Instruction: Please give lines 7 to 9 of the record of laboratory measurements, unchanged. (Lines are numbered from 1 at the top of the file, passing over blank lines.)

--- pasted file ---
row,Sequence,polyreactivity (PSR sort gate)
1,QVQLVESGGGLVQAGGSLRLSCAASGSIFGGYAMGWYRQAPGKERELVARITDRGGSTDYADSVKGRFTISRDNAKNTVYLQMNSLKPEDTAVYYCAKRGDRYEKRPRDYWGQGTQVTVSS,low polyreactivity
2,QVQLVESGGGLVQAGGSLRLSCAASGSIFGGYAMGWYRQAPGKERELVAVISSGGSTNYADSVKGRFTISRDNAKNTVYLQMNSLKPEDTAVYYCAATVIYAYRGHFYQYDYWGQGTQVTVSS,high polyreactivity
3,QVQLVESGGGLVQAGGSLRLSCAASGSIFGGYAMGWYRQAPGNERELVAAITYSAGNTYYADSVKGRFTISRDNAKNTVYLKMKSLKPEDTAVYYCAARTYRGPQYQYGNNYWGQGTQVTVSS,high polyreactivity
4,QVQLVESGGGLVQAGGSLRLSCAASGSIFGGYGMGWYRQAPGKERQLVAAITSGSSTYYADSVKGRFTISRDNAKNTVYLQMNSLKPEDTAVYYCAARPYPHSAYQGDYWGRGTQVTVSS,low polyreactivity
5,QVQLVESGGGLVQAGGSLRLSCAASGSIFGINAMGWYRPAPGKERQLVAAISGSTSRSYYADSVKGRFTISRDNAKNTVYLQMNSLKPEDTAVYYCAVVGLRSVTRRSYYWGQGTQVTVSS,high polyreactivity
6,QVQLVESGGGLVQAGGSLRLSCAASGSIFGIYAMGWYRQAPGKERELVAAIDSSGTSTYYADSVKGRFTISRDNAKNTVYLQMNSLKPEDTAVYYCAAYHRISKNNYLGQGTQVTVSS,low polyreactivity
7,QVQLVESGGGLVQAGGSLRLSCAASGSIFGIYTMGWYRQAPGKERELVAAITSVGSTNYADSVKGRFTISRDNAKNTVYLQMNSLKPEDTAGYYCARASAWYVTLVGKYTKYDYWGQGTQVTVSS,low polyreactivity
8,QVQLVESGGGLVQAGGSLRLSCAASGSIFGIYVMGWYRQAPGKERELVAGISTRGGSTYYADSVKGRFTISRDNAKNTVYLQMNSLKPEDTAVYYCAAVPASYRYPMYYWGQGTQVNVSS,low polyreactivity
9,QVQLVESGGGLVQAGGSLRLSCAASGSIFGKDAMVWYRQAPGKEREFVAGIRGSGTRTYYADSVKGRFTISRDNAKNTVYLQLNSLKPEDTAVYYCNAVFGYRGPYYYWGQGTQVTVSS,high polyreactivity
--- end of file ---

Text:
6,QVQLVESGGGLVQAGGSLRLSCAASGSIFGIYAMGWYRQAPGKERELVAAIDSSGTSTYYADSVKGRFTISRDNAKNTVYLQMNSLKPEDTAVYYCAAYHRISKNNYLGQGTQVTVSS,low polyreactivity
7,QVQLVESGGGLVQAGGSLRLSCAASGSIFGIYTMGWYRQAPGKERELVAAITSVGSTNYADSVKGRFTISRDNAKNTVYLQMNSLKPEDTAGYYCARASAWYVTLVGKYTKYDYWGQGTQVTVSS,low polyreactivity
8,QVQLVESGGGLVQAGGSLRLSCAASGSIFGIYVMGWYRQAPGKERELVAGISTRGGSTYYADSVKGRFTISRDNAKNTVYLQMNSLKPEDTAVYYCAAVPASYRYPMYYWGQGTQVNVSS,low polyreactivity